In 2017, UpDeep carried out a soil and biogeochemical sampling orientation study at Kangerluarsuk. UpDeep was an EIT (European Institute Innovation and Technology) RawMaterials project funded by the European Union, which focussed on developing low environmental impact surface geochemical exploration techniques to explore for deeply seated mineralisation. Biogeochemical sampling focussed upon two plant species, arctic willow (Salix glauca) and lapland rose (Rhododendron lapponicum) that are ubiquitous throughout Bluejay’s licence areas. Arctic willow is a known hyper-accumulator of zinc, making it an effective sampling medium for Zn-Pb exploration at high latitudes. The resulting data has provided further independent confirmation of Bluejay’s existing drill targets. Elemental ratios from the biogeochemical sampling define anomalies that are coincident with the strongest SGH anomalies previously identified by Avannaa. The strongest signals came from the pathfinder elements, thallium and cadmium.
Geological Survey of Denmark and Greenland
From 2015 to present, a government-funded regional mapping and research initiative (co-funded by the Geological Survey of Denmark and Greenland (GEUS) and the Government of Greenland’s Ministry of Mineral Resources) on the Karrat Group has significantly enhanced the understanding of the stratigraphy, basin architecture and structural evolution of the meta-sedimentary and meta-volcanic rocks of the Karrat Group (that hosts Bluejay’s Kangerluarsuk project). Three new 1:100,000 scale geological map sheets and GIS package for the Karrat Group have been published. The programme has also produced a wealth of new geochronological, geochemical, structural, petrological, hyperspectral and 3D-photogeological data. As a result, several academic papers and MSc research thesis have been published on the Karrat Group in recent years, including studies specifically on mineralisation within Bluejay’s licence area. The deliverables of this programme have allowed Bluejay to further refine the genetic model for the mineralisation at Kangerluarsuk (including an on-going dialogue and collaboration with GEUS).
In collaboration with Camborne School of Mines (University of Exeter, UK), Bluejay has recently completed prospectivity modelling of Kangerluarsuk project, integrating both multivariate principal component analysis (PCA) of the selective leach geochemistry datasets and airborne geophysics to assist with drill target delineation and ranking.
In 2022, Bluejay commissioned Xcalibur Multiphysics to fly a high-sensitivity, fixed-wing FALCON® Airborne Gravity Gradiometer (‘AGG’), magnetic and LIDAR survey over the Kangerluarsuk project. Flight lines were flown at 300 metre spacing for a total of 587 line-kilometres. The state-of-the-art FALCON® system uses extremely sensitive accelerometres to produce low-noise, high-resolution gravity data from an airborne platform, providing several key advantages over other standard Full Tensor Gradiometer (FTG) systems. The AGG data provides a model of the geology based on density variations in the underlying rocks, proving a useful geophysical tool to explore for dense sulphide mineralisation. The sharp density contrast between the known mineralisation (mainly sphalerite, galena, pyrite, pyrrhotite) at Kangerluarsuk and the lower-density metasedimentary host rocks results in identifiable gravity anomalies, indicating the presence of concealed sulphide bodies – even below thick cover. Kangerluarsuk also benefits from the absence of overburden, which can otherwise impact on modelling of gravity data.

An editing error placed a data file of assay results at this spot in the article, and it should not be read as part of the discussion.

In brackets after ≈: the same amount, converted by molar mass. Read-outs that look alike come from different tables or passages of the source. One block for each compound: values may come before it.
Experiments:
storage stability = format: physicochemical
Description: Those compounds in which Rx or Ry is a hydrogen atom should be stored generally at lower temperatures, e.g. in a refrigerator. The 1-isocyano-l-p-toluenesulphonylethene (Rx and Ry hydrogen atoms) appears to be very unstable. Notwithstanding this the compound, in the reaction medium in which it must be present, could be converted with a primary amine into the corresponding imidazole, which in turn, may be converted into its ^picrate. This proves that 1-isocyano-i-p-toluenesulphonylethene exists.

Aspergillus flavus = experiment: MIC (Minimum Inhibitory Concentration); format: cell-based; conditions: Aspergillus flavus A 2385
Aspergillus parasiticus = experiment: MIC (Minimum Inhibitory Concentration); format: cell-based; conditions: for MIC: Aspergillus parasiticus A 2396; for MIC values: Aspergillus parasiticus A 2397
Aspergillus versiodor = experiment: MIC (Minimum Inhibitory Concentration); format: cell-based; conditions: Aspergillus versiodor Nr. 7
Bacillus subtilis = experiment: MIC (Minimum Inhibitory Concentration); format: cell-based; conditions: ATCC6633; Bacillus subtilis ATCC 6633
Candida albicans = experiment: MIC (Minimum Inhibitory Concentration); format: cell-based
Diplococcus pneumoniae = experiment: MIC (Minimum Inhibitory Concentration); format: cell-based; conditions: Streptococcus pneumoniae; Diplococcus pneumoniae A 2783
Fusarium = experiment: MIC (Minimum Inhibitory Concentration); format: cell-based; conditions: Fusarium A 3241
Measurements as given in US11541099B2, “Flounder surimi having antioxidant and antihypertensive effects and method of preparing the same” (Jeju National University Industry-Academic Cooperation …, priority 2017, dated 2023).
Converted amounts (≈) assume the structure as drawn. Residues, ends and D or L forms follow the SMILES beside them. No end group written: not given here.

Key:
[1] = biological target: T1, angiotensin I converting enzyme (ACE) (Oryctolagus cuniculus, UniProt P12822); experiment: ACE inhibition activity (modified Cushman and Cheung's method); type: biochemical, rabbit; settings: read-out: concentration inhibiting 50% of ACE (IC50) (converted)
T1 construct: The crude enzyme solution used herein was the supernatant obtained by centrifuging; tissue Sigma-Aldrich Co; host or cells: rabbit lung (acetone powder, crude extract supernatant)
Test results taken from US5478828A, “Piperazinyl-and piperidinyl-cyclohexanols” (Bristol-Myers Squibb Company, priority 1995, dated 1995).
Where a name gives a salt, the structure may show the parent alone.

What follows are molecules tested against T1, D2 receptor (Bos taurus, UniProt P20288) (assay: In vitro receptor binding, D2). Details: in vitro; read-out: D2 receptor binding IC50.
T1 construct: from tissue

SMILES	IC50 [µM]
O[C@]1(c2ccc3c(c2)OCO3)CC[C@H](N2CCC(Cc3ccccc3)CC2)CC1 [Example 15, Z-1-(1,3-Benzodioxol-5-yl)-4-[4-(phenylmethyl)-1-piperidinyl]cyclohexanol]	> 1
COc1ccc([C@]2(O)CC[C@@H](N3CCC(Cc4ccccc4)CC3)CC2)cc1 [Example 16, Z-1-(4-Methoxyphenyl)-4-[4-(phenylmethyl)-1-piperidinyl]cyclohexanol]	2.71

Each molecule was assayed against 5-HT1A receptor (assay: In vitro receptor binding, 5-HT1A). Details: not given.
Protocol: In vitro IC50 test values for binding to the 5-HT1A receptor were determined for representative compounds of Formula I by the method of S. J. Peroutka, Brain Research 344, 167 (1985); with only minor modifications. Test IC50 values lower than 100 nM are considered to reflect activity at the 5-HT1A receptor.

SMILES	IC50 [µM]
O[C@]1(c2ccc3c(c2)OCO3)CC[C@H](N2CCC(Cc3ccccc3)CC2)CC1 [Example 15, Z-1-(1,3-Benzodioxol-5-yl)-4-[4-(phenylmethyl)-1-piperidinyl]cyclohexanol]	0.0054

Processing and interpretation of the AGG data was completed in-house and by Astrock Oy, Finland and the data fully integrated with all existing electromagnetic, magnetic, geochemical, biogeochemical, and geological datasets for the project. The results have refined and upgraded confidence in existing drill targets at Kangerluarsuk, identified extensions to some anomalies, and assisted in drillhole placement and ranking. Positive gravity anomalies identified by the survey are coincident with conductive bodies recognised in earlier airborne electromagnetic surveys (ZTEM and DIGHEMV) and are independently supported by several geochemical proxies ((MMI, SGH and biogeochemical sampling). Gravity profile modelling indicates the presence of dense bodies close to the inferred basement contact, dipping gently to the southeast. These are interpreted to represent downdip extensions of the “Discovery Zone” & “Discovery Zone South” mineralisation. The results have commercially de-risked the opportunity to strongly justify further progression of the project, through a maiden drill programme.
A maiden drill programme is planned for summer 2023 that will test both deeper combined geochemical and geophysical targets (300-1000m), and the shallower (<300m) extensions to known outcropping mineralisation. Despite extensive, high-grade, outcropping base metal mineralisation, this will be the first time Kangerluarsuk will be drill tested.
Surface exploration will include stream sediment, scree sediment and heavy mineral concentrate sampling; channel sampling of outcropping mineralisation; as well as geological mapping and prospecting for outcropping mineralisation and/or prospective host lithologies.
For more information on the Kangerluarsuk project, please contact Bluejay’s Vice President Exploration, Joshua Hughes (firstname.lastname@example.org)